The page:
This lack of knowledge could give rise to internal data breaches, where unwitting employees fall victim to social engineering attacks or circumvent data protection policies by downloading sensitive company data onto their personal devices while working from home.
Many survey respondents also report a lack of knowledge about their companies’ own security procedures. Almost three in ten (28%) said that they know little to nothing about their organization’s policies and procedures for keeping its premises, equipment and networks secure. The same percentage (28%) also admitted knowing little or nothing about policies and procedures for allowing employees to access data.
The failure to educate employees on protecting data is surprising considering that respondents named cyberattacks as the greatest risk to the long-term success of their organizations. The reality is organizations should be doing more to safeguard data — 2019 was a record year for breaches, with more than 15 billion sensitive records exposed, according to Risk Based Security1.
Organizations are increasingly adopting AI, analytics and automation technologies in their compliance programs. These tools can help an organization operate ethically by detecting and even predicting instances of fraud, corruption and theft within the enterprise and among third parties. Tools like machine learning can also be used to protect data more effectively – for example, by reducing the number of false positives in security alerts and automatically blocking malware.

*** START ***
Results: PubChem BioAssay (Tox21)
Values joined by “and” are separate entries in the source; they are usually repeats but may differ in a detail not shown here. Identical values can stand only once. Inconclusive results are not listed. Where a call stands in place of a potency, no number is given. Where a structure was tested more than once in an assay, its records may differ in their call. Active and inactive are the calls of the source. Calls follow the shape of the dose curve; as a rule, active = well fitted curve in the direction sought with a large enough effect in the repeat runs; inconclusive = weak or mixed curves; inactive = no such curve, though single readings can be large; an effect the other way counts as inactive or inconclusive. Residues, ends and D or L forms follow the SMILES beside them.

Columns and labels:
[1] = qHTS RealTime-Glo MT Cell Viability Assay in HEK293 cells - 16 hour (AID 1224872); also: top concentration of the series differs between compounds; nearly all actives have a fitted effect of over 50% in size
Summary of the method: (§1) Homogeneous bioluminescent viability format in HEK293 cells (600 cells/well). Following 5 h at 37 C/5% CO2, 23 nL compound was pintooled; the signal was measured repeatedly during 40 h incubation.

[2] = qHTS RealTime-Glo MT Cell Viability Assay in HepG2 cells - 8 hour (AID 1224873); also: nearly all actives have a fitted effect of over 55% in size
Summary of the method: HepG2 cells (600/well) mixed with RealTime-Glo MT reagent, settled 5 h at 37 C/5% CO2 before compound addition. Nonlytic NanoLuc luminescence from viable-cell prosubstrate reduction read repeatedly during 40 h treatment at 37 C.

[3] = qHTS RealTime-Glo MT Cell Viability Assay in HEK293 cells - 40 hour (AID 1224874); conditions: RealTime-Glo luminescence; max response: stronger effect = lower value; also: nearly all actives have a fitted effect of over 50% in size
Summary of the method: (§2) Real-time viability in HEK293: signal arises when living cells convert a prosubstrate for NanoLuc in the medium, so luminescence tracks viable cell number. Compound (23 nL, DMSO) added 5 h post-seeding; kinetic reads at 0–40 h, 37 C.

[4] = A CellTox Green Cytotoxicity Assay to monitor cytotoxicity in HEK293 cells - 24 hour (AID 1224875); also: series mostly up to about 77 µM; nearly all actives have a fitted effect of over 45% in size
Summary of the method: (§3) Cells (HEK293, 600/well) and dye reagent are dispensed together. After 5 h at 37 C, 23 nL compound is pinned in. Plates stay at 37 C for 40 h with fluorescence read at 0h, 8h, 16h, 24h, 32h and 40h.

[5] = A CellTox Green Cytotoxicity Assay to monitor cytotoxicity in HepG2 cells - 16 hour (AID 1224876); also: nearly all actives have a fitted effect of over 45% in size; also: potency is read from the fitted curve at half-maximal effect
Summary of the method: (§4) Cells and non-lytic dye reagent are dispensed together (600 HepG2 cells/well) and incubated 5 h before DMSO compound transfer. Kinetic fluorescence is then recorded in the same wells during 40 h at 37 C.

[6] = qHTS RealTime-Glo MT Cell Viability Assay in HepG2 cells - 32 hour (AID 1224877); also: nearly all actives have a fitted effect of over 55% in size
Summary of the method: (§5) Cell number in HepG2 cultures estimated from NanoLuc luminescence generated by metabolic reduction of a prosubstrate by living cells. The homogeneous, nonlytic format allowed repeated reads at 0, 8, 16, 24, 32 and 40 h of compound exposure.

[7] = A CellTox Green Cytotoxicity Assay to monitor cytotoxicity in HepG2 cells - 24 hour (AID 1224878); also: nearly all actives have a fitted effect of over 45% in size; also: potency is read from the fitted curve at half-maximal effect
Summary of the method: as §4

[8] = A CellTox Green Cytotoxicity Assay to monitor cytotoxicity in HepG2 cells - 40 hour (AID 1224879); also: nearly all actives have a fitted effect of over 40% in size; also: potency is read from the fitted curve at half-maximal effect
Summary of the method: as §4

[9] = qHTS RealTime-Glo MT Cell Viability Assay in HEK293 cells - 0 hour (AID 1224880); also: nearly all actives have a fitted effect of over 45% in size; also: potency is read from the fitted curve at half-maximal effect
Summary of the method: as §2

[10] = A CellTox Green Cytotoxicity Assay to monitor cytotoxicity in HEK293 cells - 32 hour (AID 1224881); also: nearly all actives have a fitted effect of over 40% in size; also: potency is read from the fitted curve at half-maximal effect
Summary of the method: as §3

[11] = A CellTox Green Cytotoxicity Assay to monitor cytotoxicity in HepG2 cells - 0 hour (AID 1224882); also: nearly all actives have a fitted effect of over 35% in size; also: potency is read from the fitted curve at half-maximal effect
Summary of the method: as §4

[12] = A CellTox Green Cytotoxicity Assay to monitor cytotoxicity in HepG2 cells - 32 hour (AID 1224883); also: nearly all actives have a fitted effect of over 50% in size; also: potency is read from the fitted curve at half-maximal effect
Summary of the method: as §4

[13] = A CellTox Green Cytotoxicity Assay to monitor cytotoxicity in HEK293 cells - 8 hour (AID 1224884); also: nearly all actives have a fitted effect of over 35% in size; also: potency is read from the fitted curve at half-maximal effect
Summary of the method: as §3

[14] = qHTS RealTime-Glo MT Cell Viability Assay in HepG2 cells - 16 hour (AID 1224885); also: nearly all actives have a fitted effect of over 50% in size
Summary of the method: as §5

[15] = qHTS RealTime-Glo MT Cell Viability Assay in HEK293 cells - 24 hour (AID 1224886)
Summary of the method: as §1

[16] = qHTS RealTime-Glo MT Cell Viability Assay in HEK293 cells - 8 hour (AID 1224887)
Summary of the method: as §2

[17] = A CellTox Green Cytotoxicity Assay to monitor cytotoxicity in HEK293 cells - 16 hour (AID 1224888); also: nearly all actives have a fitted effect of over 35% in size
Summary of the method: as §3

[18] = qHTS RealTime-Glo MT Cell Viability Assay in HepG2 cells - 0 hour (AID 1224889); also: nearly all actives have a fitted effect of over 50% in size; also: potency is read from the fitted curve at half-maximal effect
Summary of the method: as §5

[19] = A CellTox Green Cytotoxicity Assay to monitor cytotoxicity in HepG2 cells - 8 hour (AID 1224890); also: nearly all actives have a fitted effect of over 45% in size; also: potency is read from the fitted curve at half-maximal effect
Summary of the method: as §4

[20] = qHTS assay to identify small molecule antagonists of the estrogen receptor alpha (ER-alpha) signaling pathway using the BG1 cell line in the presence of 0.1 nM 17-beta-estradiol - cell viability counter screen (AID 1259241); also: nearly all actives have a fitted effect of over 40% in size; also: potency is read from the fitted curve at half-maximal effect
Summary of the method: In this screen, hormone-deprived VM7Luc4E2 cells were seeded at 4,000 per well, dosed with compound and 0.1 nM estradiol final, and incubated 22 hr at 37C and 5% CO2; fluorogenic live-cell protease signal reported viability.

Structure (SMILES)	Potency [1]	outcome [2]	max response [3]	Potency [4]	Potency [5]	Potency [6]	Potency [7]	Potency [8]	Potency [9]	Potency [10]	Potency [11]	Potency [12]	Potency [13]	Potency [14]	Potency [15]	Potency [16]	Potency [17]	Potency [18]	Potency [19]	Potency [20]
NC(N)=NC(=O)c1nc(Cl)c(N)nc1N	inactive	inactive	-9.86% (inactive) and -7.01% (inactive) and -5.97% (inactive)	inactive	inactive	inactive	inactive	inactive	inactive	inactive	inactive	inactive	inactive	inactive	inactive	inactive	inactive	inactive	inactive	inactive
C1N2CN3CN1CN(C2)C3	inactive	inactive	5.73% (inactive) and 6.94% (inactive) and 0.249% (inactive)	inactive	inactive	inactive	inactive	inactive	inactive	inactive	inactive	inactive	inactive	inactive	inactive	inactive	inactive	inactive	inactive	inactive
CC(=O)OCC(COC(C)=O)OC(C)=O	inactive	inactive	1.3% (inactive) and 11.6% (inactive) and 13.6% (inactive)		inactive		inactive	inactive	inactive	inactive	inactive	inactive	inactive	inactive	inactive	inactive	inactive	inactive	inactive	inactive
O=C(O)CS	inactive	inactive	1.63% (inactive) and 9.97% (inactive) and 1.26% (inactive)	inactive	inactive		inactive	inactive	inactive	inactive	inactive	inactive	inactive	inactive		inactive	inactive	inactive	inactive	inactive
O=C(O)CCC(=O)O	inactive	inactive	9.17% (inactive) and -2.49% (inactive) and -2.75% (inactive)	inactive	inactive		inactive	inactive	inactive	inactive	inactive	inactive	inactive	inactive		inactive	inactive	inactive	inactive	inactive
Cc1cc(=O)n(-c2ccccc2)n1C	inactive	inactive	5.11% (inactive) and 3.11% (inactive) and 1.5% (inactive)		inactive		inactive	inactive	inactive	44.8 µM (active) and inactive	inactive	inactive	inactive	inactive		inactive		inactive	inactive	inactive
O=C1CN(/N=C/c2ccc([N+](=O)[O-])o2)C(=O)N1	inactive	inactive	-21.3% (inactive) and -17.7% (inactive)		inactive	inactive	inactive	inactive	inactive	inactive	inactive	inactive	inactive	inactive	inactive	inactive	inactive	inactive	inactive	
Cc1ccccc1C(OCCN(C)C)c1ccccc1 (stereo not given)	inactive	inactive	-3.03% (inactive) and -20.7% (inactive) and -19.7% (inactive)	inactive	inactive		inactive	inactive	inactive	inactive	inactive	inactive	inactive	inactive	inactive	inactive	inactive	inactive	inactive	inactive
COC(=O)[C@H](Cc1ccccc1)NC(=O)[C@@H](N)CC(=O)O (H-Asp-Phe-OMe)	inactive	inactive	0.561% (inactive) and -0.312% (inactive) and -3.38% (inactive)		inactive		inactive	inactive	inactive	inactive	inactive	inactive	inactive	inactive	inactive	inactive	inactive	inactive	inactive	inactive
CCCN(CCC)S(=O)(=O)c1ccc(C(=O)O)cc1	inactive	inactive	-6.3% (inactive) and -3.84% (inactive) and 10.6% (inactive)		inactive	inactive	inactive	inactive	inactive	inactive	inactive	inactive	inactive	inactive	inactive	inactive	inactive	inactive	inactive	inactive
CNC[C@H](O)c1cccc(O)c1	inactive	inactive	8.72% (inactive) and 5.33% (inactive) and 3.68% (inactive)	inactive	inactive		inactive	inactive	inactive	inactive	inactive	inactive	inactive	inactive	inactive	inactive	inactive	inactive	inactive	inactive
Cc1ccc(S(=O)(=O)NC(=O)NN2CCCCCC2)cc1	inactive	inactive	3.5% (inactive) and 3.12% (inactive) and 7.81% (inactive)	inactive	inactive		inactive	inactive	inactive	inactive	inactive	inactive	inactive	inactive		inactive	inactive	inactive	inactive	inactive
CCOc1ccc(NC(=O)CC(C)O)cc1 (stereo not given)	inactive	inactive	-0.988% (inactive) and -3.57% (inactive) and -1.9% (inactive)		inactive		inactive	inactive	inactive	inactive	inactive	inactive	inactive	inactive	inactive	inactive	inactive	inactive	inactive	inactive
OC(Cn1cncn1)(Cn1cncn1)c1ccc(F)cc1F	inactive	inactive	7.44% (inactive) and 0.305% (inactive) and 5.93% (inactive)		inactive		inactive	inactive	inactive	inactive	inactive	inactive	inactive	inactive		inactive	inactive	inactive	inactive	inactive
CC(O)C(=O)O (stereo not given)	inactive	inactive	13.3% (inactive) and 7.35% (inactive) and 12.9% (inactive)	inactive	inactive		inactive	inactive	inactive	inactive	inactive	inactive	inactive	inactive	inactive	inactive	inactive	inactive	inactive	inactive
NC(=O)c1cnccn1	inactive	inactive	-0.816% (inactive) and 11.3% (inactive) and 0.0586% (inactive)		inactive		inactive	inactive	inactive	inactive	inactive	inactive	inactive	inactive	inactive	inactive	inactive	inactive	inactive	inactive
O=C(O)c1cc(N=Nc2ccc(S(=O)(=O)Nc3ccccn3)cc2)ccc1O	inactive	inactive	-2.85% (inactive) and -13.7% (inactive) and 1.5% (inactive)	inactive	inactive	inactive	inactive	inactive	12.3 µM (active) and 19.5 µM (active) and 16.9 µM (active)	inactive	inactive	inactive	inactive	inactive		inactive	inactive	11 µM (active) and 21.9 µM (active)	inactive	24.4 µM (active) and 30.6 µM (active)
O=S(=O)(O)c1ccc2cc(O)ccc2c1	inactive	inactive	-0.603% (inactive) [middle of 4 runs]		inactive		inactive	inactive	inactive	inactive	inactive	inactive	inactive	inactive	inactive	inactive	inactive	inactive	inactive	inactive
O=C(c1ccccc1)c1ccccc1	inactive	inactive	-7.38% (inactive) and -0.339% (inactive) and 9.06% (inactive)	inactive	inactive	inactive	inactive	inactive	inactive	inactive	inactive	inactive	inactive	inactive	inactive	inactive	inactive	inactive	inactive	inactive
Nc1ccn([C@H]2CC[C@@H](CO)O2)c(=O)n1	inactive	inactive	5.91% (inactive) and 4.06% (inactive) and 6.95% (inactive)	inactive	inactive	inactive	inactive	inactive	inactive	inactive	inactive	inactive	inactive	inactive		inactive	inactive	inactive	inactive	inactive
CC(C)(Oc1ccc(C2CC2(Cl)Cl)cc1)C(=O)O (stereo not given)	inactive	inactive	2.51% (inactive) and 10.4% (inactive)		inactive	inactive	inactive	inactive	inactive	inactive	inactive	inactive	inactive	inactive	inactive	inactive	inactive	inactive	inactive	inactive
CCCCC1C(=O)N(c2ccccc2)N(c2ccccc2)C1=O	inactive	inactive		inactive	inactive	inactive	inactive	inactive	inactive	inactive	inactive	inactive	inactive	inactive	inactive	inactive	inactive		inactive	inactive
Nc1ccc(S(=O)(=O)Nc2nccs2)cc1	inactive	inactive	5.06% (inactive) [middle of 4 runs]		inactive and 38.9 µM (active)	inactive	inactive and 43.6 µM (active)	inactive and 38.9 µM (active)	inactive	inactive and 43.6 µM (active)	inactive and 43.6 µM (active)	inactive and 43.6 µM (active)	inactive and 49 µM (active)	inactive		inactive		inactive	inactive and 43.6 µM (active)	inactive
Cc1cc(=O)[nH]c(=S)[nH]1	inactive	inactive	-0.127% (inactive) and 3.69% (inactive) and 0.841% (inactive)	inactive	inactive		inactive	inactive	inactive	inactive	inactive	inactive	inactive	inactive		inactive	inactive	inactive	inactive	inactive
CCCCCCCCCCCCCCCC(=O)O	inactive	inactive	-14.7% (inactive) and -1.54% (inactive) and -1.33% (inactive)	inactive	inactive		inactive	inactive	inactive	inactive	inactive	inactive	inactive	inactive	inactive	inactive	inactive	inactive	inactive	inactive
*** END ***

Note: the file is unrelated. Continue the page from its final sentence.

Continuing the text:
How to safeguard data with integrity
Actions to take now include:
- Promote a culture of data integrity that encompasses both the organization and its supply chain, strengthened with regular communications and training
- Refresh training to take account of new working environments and regulations and roll out to workers across all functions, positions and seniority levels
- Utilize advanced technology as part of an effective compliance program to monitor business activity and flag potential risk areas — for example, as part of a cyber breach response plan to detect and quantify data that may have been lost
- Perform a risk assessment when introducing new advanced technologies that incorporates ethical scenarios where data integrity may be compromised
This article is one in a series based on the EY Global Integrity Report 2020 (pdf). For a comprehensive approach to maintaining integrity, please see the other articles in the series, accessible below: